Plant Care Fewflower Milkweed

Fewflower Milkweed

About Fewflower Milkweed

Fewflower Milkweed is a super rare houseplant 🌿 that is easy to grow and needs regular watering to thrive. They do best in long-lasting, direct light ☀️ and should be less than 1 foot from a window.

Fewflower Milkweed likes soil that is good at retaining moisture. Your plant shouldn't need added fertilizers if you repot each time it doubles in size.

Fewflower Milkweed belongs to the Asclepias genus, and is native to the Eastern coastal United States.

⚠️ Fewflower Milkweed is not safe to consume. If you, a family member, or a pet has ingested any amount of plant material contact Poison Control, US (800) 222-1222, or your veterinarian. If you have children, cats, or dogs in the home, we suggest keeping this plant out of reach.

Taxonomy

Asclepias lanceolata
Asclepias
Apocynaceae
Gentianales

Also known as

fewflower milkweed and Cedar Hill milkweed

How to care for Fewflower Milkweed

💦 Water

How often to water your Fewflower Milkweed

Water needs for Fewflower Milkweed
0.5 cups
every 9

Fewflower Milkweed needs 0.5 cups of water every 9 when it doesn’t get direct sunlight and is potted in a 5" pot.

Use our water calculator to personalize watering recommendations to your environment or download Greg for more advanced recommendations for all of your plants.

Water 0.5 cups every
9

Does your plant get direct sunlight?

Select the pot size

5"
☀️ Light

Finding light for Fewflower Milkweed in your home

Light needs and placement for plant Fewflower Milkweed: 1ft from a window
1ft or less from
a window

Fewflower Milkweed love being close to bright, sunny windows 😎.

Place it less than 1ft from a south-facing window to maximize the potential for growth.

Fewflower Milkweed does not tolerate low-light 🚫.

Select your region to see how the current weather in your area affects the placement of Fewflower Milkweed in your home 🏡.

🪴 Nutrients

How to fertilize Fewflower Milkweed

Nutrient, fertilizer, and repotting needs for Fewflower Milkweed: repot after 2X growth

Most potting soils come with ample nutrients which plants use to produce new growth.

By the time your plant has depleted the nutrients in its soil it’s likely grown enough to need a larger pot anyway.

To replenish this plant's nutrients, repot your Fewflower Milkweed after it doubles in size or once a year—whichever comes first.

💡 FAQs
⭐ Difficulty Level

Fewflower Milkweed is generally considered an easy-to-care-for plant and makes a great choice for beginners!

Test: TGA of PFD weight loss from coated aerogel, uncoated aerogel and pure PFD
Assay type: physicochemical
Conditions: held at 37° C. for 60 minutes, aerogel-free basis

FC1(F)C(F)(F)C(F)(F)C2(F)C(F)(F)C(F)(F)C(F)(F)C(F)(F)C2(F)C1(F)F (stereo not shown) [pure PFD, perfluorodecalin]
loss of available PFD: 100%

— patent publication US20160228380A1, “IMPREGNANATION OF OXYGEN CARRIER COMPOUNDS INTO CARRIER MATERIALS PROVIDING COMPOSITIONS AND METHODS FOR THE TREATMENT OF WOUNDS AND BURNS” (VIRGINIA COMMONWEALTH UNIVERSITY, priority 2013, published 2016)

💦 Water Needs

Fewflower Milkweed prefers for the soil to dry out between waterings and should be watered regularly. Use our water calculator to personalize watering recommendations to your environment or download Greg for more advanced recommendations for all of your plants.


☀️ Sunlight Needs

Fewflower Milkweed requires abundant, bright and direct light. Place it less than one foot from a window to ensure it receives enough light to survive 💪. Select your region to see how the current weather in your area affects the placement in your home 🏡.


🐶 🐈 👶 Toxicity

Fewflower Milkweed is not safe to consume. If you, a family member, or a pet has ingested any amount of plant material contact Poison Control, US (800) 222-1222, or your veterinarian. If you have children, cats, or dogs in the home, we suggest keeping this plant out of reach.


🪴 Soil

Fewflower Milkweed is very sensitive to dry soil, so choose a potting soil that retains moisture. A good soil will still drain well and contain lots of organic matter such as coco coir or sphagnum moss.


💩 Fertilizer

Fewflower Milkweed grows very slowly and doesn’t require added fertilizer. Replacing your plant’s potting soil once a year should provide them with more than enough nutrition. Remember, plants get their energy from sunlight, not fertilizer!


⬆️ ⬇️ Growth Pattern

Fewflower Milkweed grows vertically and new growth will emerge from the top of the plant.


🌦️ Growing Outdoors

USDA Hardiness Zone
Fewflower Milkweed can be grown outdoors in USDA Hardiness Zones 5a-11b. Find your local hardiness zone here.


🧐 Troubleshooting

When troubleshooting a sad-looking houseplant, start by checking for signs of distress in its leaves, such as yellowing, browning, or drooping, which can indicate overwatering or nutrient deficiencies.

Inspect the soil moisture; too dry or too wet soil can cause problems.

Ensure the plant is getting the right amount of light, as too much or too little can stress it.

Finally, consider environmental factors like temperature and humidity, and adjust care routines accordingly to revive your plant.


Care Summary for Fewflower Milkweed

Fewflower Milkweed


Greg recommends:

Water

0.5 cups every 9 days

Placement

< 1ft from a window

Nutrients

Repot after 2x growth

Based on the 4” pot your plant is in, and that it doesn’t get direct sunlight.

Trending in your area

Similar to Fewflower Milkweed

Discover rare plants